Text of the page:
Police Department Lobby (Photo by KFSK)

December is chock-full of events that bring small towns together. But this holiday season, a number of groups in Petersburg are also getting excited about a pragmatic gift from the borough. It’s a machine about the size of a refrigerator. And, it promises to help with the childcare crisis, the police department, and the labor shortage. 

Police Chief James Kerr was opening the first box from a huge pile in a side room at the police station. 

“This is the Monitor,” said Kerr. “I’ll see if this thing’s listed.”

He was checking parts of his master list of components. 

“These are a lot bigger boxes than I was,” I said. “I guess I just had no idea how big a fingerprint machine would be.”

“That’s the printer,” said Kerr. “wait till you see the cabinet.”

“So what is the printer? What does that print?” I asked.

“When people come in and they want to take cards with them,” Kerr said, “it’ll print out all the fingerprint cards.” 

The machine is a Livescan 1000, an electronic fingerprint machine. It cost the Borough $21,911. The borough used ARPA grant money, which is federal funding for COVID relief. 

But the Police Department wasn’t the first to request the Livescan One Thousand. 

Chelsea Tremblay heads the Borough’s Early Childhood Education Task Force. She said it’s been hard for childcare facilities to hire new people. 

“Fingerprinting is part of the hiring process. And the process for getting fingerprints done here in town was slow and frustrating,” said Tremblay. “And that was something that seemed solvable. 

In the past, applicants would get fingerprinted at the police station the old fashioned way—with ink and paper. Then, applicants had to mail in those fingerprint cards to whatever office is processing their paperwork. 

“(2:31, Chelsea) “There are a lot of reasons why people need to get fingerprints done,” said Tremblay. “Sometimes it’s for a job. Sometimes it’s for a different kind of application.”

Sharlay Mamoe runs Petersburg’s Children’s Center. She says fingerprinting is required for hiring people there. 

“We are bound by state licensing regulations,” said Mamoe, “and regulation says that the person we hire has to be of sound mind and body and criminal history. So obviously these kids are working with children so you want them to be able to pass the background check with flying colors.”

The biggest hitch comes when those cards aren’t done correctly. And, Mamoe says, it’s harder to do than you might think.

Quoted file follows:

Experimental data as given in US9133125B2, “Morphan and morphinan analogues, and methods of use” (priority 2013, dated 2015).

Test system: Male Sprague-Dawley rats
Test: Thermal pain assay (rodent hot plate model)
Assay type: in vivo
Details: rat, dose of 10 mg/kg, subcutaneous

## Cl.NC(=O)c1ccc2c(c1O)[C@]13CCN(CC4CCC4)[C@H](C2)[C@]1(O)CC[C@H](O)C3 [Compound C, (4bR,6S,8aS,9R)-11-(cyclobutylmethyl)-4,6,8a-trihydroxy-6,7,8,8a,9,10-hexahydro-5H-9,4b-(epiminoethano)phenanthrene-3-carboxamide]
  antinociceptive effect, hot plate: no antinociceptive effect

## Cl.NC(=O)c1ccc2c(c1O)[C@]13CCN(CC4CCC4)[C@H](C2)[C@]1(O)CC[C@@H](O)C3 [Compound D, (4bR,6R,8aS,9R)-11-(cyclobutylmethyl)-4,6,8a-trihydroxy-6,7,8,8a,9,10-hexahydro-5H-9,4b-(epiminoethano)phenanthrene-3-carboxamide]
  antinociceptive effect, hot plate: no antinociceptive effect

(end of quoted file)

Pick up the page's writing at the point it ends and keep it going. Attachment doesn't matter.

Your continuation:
“It’s not like you can just slap your fingerprints on a card and call it good,” said Mamoe. “And when they do come back smudged, we won’t know about that until after they’ve been rejected from the state.”

Chief Kerr says that fingerprint cards are rejected “all the time.”

“…where it might look good to us, but it didn’t meet the quality they needed.”

And Mamoe says the Children’s Center has actually lost applicants because of how long the process was taking. 

“Sometimes they already have better paying jobs,” said Mamoe. “And sometimes they’re just, like, ‘Oh, this is taking forever. I really don’t want to- or found something different or whatever it may be—leaving town.’

The machine also has the potential to allow Petersburg residents to get more creative about solving the childcare crisis. Tremblay says the early childhood education task force is trying to do just that.

“We were brainstorming,” said Tremblay, “how cool would it be to be able to have a volunteer network of people that could be extra bodies in a room at a childcare center when you need them? But even that idea was running into this roadblock.”

Chief Kerr walks me out to the garage to the metal cabinet that will hold the machine. 

Kerr says the machine will also be able to compare fingerprints to national electronic records. The FBI keeps updated electronic records on criminal activity available to federal, state, and local law enforcement.

“This will submit criminal stuff electronically,” said Kerr. “Or if we have someone who’s refusing to tell us who they are, and they get arrested, we enter him in as ‘John Doe’ or ‘Jane Doe.’ And we should have results back within an hour or so… So really cool, something that I think the community has needed for a long time. It’ll help out all aspects of employment. I can’t wait to get this thing installed.”

Borough Manager Steve Geisbrecht worked with the chief on the machine’s purchase. He says in the future, Petersburg may be able to use the machine to jump through even more Bureaucratic hoops. 

Applicants could use it to apply for TSA pre-check or to get their TWIC cards. That stands for Transportation Worker Identity Credential. Those cards are necessary for workers who need higher security clearance for maritime facilities and vessels.  

Tremblay says it’s especially cool that this single piece of technology will impact so many different groups in Petersburg. 

“This is something that really touches a lot of peoples’ lives,” said Tremblay. “But they don’t know it until it’s about to impact them. And then it’s very frustrating. So it feels really good that this broad group of people were able to collectively identify this as something that was really frustrating. And then we had the funds available. We had staff interested in pursuing it, taking it seriously. And now we have a solution. And that feels pretty great.”

The Police Department is waiting for one more part for the machine. Then, HID Global, who makes the machine, will install it. The company will also train officers in the police department on how to take fingerprints. 

The police department does not have a firm timeline on how long the postal service, installation, and training will take. Until then, Petersburg will rely on ink and paper.